So what are those current repercussions?  The G.I. Bill has led to disparities in homeownership, community resources, education, health and wealth passing through subsequent generations.  We cannot deny the residential segregation that plagues the country, particularly in Michigan – home to one of the most racially segregated regions in the nation.  And while residential segregation may partially be a result of choice for some communities such as immigrant communities (as in, families of the same racial/ethnic background seek to live with others who share their culture, language and customs), the G.I. Bill clearly played a critical role in limiting the economic and residential mobility of veterans of color.  By providing resources for new home construction only, it served to help create suburbs while ensuring no investment or wealth accumulation in existing urban housing.

This type of segregation has allowed policymakers to target communities for investments and disinvestments in ways that layer disadvantage upon disadvantage, whether intentionally or not.  Today in Michigan, we see communities of color that have limited access to high quality early childhood education programs, top performing schools, well-resourced health care facilities, adequately paying jobs, and safe neighborhood spaces.  Michigan’s legislators need to better understand the long-term effect that their decisions make on communities, families and children of color and how strategic investments can help reduce racial disparities while continued disinvestment will further widen the race equity gap.

Learn more about Michigan’s Children’s equity work.

-Mina Hong

Advocates Need Legislators to Know That Kids Count in Michigan

Every year the Michigan League for Human Services produces the Kids Count Data Book, an annual review of child well-being with a profile of every county and the city of Detroit.  The book can be purchased or downloaded from the League website.  As a project partner, we’ll be posting blogs highlighting critical information outlined in the 2011 Data Book and pointing toward related policy strategies.  But, before we get into that, let’s talk about the most important take-away from this release.

Term limits have dictated that this legislature is still inexperienced.   Despite this, they are faced with difficult decisions about investment in the face of Michigan’s economic crisis.   This further complicates the huge challenge they face to invest in critical policy and program in the face of our economic crisis in Michigan.  Policymakers will need your expertise and guidance to make sure that they have all of the information they need to make good policy choices.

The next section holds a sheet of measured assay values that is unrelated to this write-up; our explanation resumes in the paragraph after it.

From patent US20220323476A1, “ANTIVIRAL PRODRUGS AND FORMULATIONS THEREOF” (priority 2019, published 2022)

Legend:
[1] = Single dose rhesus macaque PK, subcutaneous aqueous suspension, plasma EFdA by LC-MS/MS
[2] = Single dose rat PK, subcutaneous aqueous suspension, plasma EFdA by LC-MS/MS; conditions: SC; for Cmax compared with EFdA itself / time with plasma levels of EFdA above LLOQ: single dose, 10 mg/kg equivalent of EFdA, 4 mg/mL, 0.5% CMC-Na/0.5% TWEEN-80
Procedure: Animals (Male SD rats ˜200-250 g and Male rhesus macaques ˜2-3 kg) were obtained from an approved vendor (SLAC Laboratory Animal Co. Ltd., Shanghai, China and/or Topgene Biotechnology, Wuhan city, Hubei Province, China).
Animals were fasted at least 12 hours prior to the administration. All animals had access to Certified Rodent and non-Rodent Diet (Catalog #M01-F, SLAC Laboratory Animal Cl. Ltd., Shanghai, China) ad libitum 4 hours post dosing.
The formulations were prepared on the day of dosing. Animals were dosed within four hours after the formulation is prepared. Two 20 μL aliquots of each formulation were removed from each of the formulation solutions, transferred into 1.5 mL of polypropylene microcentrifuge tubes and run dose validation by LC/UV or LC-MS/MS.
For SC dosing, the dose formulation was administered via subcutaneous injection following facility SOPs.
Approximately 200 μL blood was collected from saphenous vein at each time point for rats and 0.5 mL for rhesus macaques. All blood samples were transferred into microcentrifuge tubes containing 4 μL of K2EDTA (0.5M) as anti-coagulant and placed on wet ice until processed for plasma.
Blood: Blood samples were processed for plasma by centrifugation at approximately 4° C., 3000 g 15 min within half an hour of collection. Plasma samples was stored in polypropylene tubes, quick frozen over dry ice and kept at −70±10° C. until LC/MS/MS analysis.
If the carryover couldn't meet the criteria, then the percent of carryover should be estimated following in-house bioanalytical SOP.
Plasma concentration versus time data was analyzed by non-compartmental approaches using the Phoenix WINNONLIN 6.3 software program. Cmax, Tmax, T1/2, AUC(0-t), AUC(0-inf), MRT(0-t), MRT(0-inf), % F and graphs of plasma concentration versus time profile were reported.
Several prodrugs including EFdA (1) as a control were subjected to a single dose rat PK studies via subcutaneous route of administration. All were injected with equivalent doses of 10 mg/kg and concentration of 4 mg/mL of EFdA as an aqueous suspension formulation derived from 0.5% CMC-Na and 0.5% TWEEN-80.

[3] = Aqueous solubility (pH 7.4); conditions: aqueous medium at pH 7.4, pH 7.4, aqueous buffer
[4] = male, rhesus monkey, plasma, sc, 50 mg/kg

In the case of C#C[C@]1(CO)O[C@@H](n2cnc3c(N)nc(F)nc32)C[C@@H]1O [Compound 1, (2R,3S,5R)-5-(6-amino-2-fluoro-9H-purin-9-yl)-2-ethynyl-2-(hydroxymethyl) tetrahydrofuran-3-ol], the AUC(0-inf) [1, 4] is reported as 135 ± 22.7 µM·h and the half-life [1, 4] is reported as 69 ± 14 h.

Data from the Kids Count 2011 Data Book provides a broad picture of the status of children and families and connects the dots between outcomes for kids and the systems that serve them well or fail to do so. This information is a useful conversation starter as you are talking to your elected officials.  If you’ve never talked with them before or if you talk with them routinely, local Kids Count data can help to frame your conversation.  Asking policymakers what they think about the data, and what plans they have to help address some of the issues of concern is a good place to start. Helping policymakers understand the context behind some of the numbers is even more valuable. Where there have been improvements, have there been community efforts that have impacted the situation? Or have there been cuts in programs and services that have resulted in worsening data in an area?

Constituent conversation with policymakers is critical! Kids Count project staff provide copies of the Data Book to each legislative office, and utilize the information in conversation with legislators and their staff throughout the year. However, when surveyed, legislators say that the way they find out about children and families in their area is from their constituents. Most were familiar with the Kids Count data, but the legislators who really utilized the information were those who had discussed it with their constituents.

There are many examples of decision making indicating that policymakers need our help.  One example is the unrelenting data about increases in child poverty, (including unacceptable increases in children and families living in extreme poverty, with incomes below half of the federal poverty level) and equally unrelenting evidence that time spent in poverty contributes to a myriad of challenges faced by children throughout their lives.  Despite this, the Legislature decided to:  1. virtually eliminate the state’s Earned Income Tax Credit – a program that has successfully moved families with children out of extreme poverty and in many cases out of poverty all together; 2. remove the assistance life-line of thousands of poor families who simply found themselves unable to find a job for too long a time in our current unfriendly economy; and 3.  determined that owning reliable transportation in a state that requires the use of a car to successfully navigate nearly every community, deemed a family unworthy of basic Food Assistance, regardless of actual income.

We need you to weigh into policy decisions.  Contact Michigan’s Children’s staff for more information about talking with your elected officials.  We are here to help.  Access our library of materials to help you make your case, and stay involved with us through our Action Networks.

-Michele Corey

Copyright 2017 Michigan's Children | 215 S. Washington Square,Suite 110 Lansing, Michigan 48933 | 517-485-3500 | Contact Us | Sitemap